Keeping Self-driving Decisions Simple: Starsky Robotics’ Behavior Planning
When people ask me what I do for a living, the shortest answer I give is: I help build safe autonomous trucks. I’ve been working on the behavior planning layer of Starsky Robotics’ autonomous driving stack for the last two years. Put simply, I develop software that allows our trucks to make good decisions, and I work with the rest of the team to show that the system is doing the right thing.
“Behavior planning” is a bit of an unusual term, even within the industry, so let me first explain what we at Starsky mean by it. The behavior planning layer is responsible for the high level decision making of the truck, which we take to be decisions that have a few seconds or more lead time, like lane changes, taking an off-ramp, or pulling over to the side of the road in case of emergency.
At Starsky, we are able to keep this decision making surprisingly simple because our trucks need to drive themselves only on highways. This simplicity is good; it is exactly what will allow us to deploy a real, validated, autonomous trucking solution.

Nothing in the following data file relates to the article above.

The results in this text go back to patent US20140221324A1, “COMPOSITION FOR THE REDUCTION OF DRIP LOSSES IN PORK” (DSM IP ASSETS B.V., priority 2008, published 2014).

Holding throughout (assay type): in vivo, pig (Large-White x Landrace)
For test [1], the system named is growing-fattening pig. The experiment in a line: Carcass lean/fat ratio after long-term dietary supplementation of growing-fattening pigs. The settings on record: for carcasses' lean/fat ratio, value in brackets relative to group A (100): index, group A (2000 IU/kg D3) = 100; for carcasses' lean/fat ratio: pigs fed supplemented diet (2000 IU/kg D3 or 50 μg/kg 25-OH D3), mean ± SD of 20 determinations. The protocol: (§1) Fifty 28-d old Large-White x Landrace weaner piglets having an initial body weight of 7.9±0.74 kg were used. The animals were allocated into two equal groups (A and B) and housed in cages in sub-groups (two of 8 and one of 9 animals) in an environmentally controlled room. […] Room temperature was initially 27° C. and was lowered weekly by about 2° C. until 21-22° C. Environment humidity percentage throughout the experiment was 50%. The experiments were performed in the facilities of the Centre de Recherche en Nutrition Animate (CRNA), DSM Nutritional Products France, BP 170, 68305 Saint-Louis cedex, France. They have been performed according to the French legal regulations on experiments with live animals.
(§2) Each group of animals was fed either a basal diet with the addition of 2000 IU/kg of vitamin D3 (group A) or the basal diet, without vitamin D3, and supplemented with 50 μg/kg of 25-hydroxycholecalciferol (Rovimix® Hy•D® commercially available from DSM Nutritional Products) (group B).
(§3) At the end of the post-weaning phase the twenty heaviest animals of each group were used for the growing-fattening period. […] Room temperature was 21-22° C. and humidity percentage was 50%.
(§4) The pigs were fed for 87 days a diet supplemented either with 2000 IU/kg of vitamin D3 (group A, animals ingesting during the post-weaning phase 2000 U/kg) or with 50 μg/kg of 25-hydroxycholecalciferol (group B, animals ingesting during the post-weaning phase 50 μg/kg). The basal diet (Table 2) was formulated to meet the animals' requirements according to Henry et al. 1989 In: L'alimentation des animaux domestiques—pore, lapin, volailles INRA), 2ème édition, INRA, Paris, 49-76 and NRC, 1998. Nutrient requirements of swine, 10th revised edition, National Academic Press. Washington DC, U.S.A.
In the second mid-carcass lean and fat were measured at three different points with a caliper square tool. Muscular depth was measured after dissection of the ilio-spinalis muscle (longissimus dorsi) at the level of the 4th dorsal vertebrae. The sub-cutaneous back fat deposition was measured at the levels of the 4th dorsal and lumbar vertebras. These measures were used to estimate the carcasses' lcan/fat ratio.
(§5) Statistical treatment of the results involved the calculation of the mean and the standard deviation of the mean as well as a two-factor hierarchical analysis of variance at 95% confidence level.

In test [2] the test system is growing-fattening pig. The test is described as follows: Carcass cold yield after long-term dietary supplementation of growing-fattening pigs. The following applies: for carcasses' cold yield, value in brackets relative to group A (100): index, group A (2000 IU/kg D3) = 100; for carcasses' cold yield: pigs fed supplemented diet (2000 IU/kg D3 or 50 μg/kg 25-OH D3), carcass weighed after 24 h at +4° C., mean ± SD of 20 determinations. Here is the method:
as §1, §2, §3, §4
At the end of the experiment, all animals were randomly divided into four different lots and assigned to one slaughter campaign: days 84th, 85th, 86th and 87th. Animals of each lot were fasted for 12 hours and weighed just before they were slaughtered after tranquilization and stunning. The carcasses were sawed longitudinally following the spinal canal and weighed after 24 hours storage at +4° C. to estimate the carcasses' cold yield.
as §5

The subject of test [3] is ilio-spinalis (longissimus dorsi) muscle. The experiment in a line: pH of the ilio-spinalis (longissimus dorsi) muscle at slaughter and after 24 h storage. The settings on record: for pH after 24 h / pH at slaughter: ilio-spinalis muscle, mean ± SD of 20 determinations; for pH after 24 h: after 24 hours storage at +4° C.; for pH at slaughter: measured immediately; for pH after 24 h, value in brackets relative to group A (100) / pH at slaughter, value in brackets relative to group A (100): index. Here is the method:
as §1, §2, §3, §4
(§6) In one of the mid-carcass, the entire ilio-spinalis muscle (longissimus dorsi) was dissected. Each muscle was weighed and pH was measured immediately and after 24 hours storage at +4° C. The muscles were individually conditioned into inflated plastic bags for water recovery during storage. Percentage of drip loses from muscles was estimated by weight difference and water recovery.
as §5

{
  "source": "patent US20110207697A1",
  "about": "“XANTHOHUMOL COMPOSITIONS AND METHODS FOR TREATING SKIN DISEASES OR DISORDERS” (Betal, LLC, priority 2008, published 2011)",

Starsky’s behavior planning makes decisions by taking information about the environment around the truck from our perception stack, about where we want to go from a route plan, and about the current truck state from the truck’s and our system’s internal monitoring. It then checks against preset rules to see which behaviors are possible, and carries out a prediction to see which one is best to execute.
For example, to see if a right lane change is possible, we would first check that a lane to the right of the truck exists. Then, we would predict how the scene around us would evolve for two scenarios: one where we change lanes, and one where we stay in our current lane. Finally, we would evaluate these two predictions, and pick the one which gives the best outcome.
Ok, but there’s a large number of behaviors that you could choose to do at any point in time, right? There could be a slow lane change, a fast lane change, a slow down, a come to a stop, and anything else you can think of really, and that’s before considering possible maneuver sequences. And that prediction step is difficult – it depends on the intentions and movements of all the cars, trucks, bicycles and pedestrians around you. Plus, how those agents move depends both on the other agents, and on the movement of our truck. You can see how this has the tendency to explode into many, many possibilities, which all need to be calculated and evaluated. This complexity has a cost, both in terms of compute needed, and in terms of our ability as humans to understand and validate our system. It is not simple.
Why we love trucks
So what can we do? Well, at Starsky we simplify the behavior planning’s job by reducing each of the numbers in the equation below. First let’s take the set of possible behaviors.
BP Difficulty = (Number of Possible Behaviors) * (Prediction Complexity)